African Odyssey a real boost for Connie
Connie Nicholl, a budding local vet who is currently studying in the Caribbean, has just spent an enlightening two weeks in South Africa where she had the opportunity to get hands-on experience treating an array of unusual wildlife
ASPIRING Whiteabbey vet, Connie Nicholl, was last featured in NI Veterinary Today when she told us about life on the sunshine island of Grenada, where she’s currently enjoying a once-in-a-lifetime chance to pursue her doctorate in veterinary medicine at the prestigious St. George’s University.
This summer, however, Connie had another opportunity to get involved in a unique project when she spent two weeks in South Africa, working hands-on with a variety of big game animals under the expert eye of renowned wildlife vet, Dr William Fowlds.
Connie was in South Africa to participate in the Vets Go Wild programme – a two-week module organised by specialist study tour firm, Worldwide Experience, and aimed at students undertaking veterinary or wildlife-based studies at university.
Based at Amakhala Private Game Reserve and the 260,000-acre Addo National Elephant Park as well as Bayworld Oceanarium in Port Elizabeth, students have the rare opportunity to undergo theoretical and practical training which focuses on the role of veterinary science in the context of African wildlife conservation.
Connie got involved in the programme after reading about it online:
“It’s something that’s different from other placements,” she told NI Veterinary Today recently. “It offered a very hands-on approach and it was being led by Dr William Fowlds, who is a very famous wildlife vet in South Africa who really puts his heart into his work with rhinos.”
There were 16 veterinary students on this year’s course, including participants from universities in England, Columbia and Brazil. All of them had paid around £2,500 for the experience.
Connie says that she was surprised by just how much was involved in the programme and by the extent of the hands-on work that they were able to do:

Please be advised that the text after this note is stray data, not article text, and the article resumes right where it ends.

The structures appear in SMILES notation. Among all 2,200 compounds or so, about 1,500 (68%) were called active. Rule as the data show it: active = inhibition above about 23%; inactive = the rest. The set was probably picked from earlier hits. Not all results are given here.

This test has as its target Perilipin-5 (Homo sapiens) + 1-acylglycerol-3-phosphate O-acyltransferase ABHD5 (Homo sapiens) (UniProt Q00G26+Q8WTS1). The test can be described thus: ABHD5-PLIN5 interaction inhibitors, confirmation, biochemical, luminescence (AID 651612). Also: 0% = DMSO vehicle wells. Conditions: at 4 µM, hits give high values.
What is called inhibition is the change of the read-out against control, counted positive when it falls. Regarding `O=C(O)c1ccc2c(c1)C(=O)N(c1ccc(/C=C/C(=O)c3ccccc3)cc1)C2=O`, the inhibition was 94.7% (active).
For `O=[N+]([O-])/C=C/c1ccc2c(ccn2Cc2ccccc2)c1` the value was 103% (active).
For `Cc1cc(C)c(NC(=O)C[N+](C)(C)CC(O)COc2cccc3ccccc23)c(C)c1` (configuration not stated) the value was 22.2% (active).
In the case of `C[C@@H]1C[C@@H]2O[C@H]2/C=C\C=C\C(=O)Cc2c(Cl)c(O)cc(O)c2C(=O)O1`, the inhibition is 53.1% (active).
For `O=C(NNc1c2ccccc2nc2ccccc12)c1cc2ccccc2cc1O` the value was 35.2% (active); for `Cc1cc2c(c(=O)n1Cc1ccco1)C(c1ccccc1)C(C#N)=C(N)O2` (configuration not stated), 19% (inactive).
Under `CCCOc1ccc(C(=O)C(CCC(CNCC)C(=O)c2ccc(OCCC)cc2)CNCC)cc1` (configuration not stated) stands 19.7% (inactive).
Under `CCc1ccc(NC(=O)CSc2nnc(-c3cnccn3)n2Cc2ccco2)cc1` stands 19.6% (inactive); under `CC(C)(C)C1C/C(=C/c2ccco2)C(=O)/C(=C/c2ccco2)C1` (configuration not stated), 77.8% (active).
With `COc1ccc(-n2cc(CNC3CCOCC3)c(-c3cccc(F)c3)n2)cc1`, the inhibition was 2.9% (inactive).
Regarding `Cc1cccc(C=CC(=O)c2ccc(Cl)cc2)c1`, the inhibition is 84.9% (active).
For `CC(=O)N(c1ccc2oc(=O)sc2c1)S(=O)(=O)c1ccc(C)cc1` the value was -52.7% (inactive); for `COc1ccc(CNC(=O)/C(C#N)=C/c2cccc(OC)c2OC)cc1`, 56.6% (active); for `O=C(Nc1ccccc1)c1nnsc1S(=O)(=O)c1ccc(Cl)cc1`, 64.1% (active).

“I didn’t think that it would be as intensive as it was,” she concedes. “From the very first day, we were put into two groups and we were immediately helping to separate and re-located black wildebeest, including making all the calculations for the drugs that would be needed.”
Throughout the trip, Connie and her colleagues worked with a variety of big game animals including black wildebeest, white rhino, lions and buffaloes.
“There was also a marine element to the work that we did,” she adds. “We went to Bayworld, which is a rescue and rehabilitation centre, where we were able to work with seals and penguins and I had the opportunity to be involved in a necropsy. It’s very unusual to get a chance to do that and to work so closely with all this marine wildlife. It was just everything we thought it was going to be.”
Connie (21) is now in her final year at St. George’s University in Grenada. She became eligible for a fee-paying place at the US university when she completed her pre-veterinary science certificate at the University of Nottingham, which is affiliated to St. George’s.
Veterinary studies are a break with family tradition for Connie, who comes from a family of dentists, but she says she had no hesitation in accepting a place at the Caribbean university once she found out that she was eligible:
“The course structure is actually very similar to studying in the UK, although it would be a bit more full-on here,” she said recently. “I do four months in St. George’s at a time and it’s a mixture of all the basics of veterinary medicine together with all the practical aspects.”
At the end of Connie’s time in Grenada next year, she will come home to the UK for a clinical rotation year and after that, she’ll be free to pursue her veterinary science career.
As for the trip to South Africa, Connie says that this – and the opportunity to work with Dr Fowlds – was “a real confidence booster” for her:
“I made some amazing contacts and I was able to network with the people from South Africa as well and the others who were on the trip. It was very reassuring for me personally to be able to put everything that I had learned into practice. I was taking bloods while under pressure and administering medication in a very fast-paced environment and you have to be very confident in what you’re doing.”
An internship is available to those who have completed the course which Connie did and she says that this is something she would definitely consider:
“This was such a worthwhile experience and I would really love to go back,” she added. “I have to say that doing this has opened my eyes. I am in the position that I don’t have to focus on anything specific right now and I know that there are lots of different avenues that I could go down. I really want to explore everything that I can before I make a final decision.” NIVT